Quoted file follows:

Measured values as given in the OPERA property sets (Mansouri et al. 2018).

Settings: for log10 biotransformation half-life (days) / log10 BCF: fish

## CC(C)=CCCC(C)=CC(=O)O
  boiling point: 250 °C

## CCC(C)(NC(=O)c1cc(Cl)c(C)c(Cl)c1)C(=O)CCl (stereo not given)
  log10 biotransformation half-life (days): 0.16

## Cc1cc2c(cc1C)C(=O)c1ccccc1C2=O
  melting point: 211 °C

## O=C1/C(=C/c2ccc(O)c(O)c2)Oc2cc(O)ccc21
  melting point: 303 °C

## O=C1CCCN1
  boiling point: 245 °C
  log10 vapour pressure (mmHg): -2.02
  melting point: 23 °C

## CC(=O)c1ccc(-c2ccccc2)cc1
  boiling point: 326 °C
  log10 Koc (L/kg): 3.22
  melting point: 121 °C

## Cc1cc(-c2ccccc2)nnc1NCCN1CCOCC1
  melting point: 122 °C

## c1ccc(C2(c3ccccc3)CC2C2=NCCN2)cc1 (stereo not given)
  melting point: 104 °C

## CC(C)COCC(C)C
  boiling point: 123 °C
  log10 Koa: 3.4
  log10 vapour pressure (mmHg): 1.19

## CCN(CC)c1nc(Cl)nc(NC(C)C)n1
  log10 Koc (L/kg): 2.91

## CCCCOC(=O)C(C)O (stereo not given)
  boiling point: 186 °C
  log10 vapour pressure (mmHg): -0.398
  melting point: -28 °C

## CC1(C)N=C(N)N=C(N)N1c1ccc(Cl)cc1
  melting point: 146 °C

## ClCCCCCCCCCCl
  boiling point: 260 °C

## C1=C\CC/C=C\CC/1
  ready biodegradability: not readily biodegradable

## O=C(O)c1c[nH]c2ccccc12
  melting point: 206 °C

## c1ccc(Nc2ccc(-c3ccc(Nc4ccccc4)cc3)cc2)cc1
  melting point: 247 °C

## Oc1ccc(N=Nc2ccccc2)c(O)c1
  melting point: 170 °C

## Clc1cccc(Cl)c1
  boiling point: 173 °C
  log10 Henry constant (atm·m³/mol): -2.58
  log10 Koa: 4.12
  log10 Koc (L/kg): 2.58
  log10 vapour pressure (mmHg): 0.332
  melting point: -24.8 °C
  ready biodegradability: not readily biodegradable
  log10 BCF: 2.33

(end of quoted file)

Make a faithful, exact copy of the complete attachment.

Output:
Measured values as given in the OPERA property sets (Mansouri et al. 2018).

Settings: for log10 biotransformation half-life (days) / log10 BCF: fish

## CC(C)=CCCC(C)=CC(=O)O
  boiling point: 250 °C

## CCC(C)(NC(=O)c1cc(Cl)c(C)c(Cl)c1)C(=O)CCl (stereo not given)
  log10 biotransformation half-life (days): 0.16

## Cc1cc2c(cc1C)C(=O)c1ccccc1C2=O
  melting point: 211 °C

## O=C1/C(=C/c2ccc(O)c(O)c2)Oc2cc(O)ccc21
  melting point: 303 °C

## O=C1CCCN1
  boiling point: 245 °C
  log10 vapour pressure (mmHg): -2.02
  melting point: 23 °C

## CC(=O)c1ccc(-c2ccccc2)cc1
  boiling point: 326 °C
  log10 Koc (L/kg): 3.22
  melting point: 121 °C

## Cc1cc(-c2ccccc2)nnc1NCCN1CCOCC1
  melting point: 122 °C

## c1ccc(C2(c3ccccc3)CC2C2=NCCN2)cc1 (stereo not given)
  melting point: 104 °C

## CC(C)COCC(C)C
  boiling point: 123 °C
  log10 Koa: 3.4
  log10 vapour pressure (mmHg): 1.19

## CCN(CC)c1nc(Cl)nc(NC(C)C)n1
  log10 Koc (L/kg): 2.91

## CCCCOC(=O)C(C)O (stereo not given)
  boiling point: 186 °C
  log10 vapour pressure (mmHg): -0.398
  melting point: -28 °C

## CC1(C)N=C(N)N=C(N)N1c1ccc(Cl)cc1
  melting point: 146 °C

## ClCCCCCCCCCCl
  boiling point: 260 °C

## C1=C\CC/C=C\CC/1
  ready biodegradability: not readily biodegradable

## O=C(O)c1c[nH]c2ccccc12
  melting point: 206 °C

## c1ccc(Nc2ccc(-c3ccc(Nc4ccccc4)cc3)cc2)cc1
  melting point: 247 °C

## Oc1ccc(N=Nc2ccccc2)c(O)c1
  melting point: 170 °C

## Clc1cccc(Cl)c1
  boiling point: 173 °C
  log10 Henry constant (atm·m³/mol): -2.58
  log10 Koa: 4.12
  log10 Koc (L/kg): 2.58
  log10 vapour pressure (mmHg): 0.332
  melting point: -24.8 °C
  ready biodegradability: not readily biodegradable
  log10 BCF: 2.33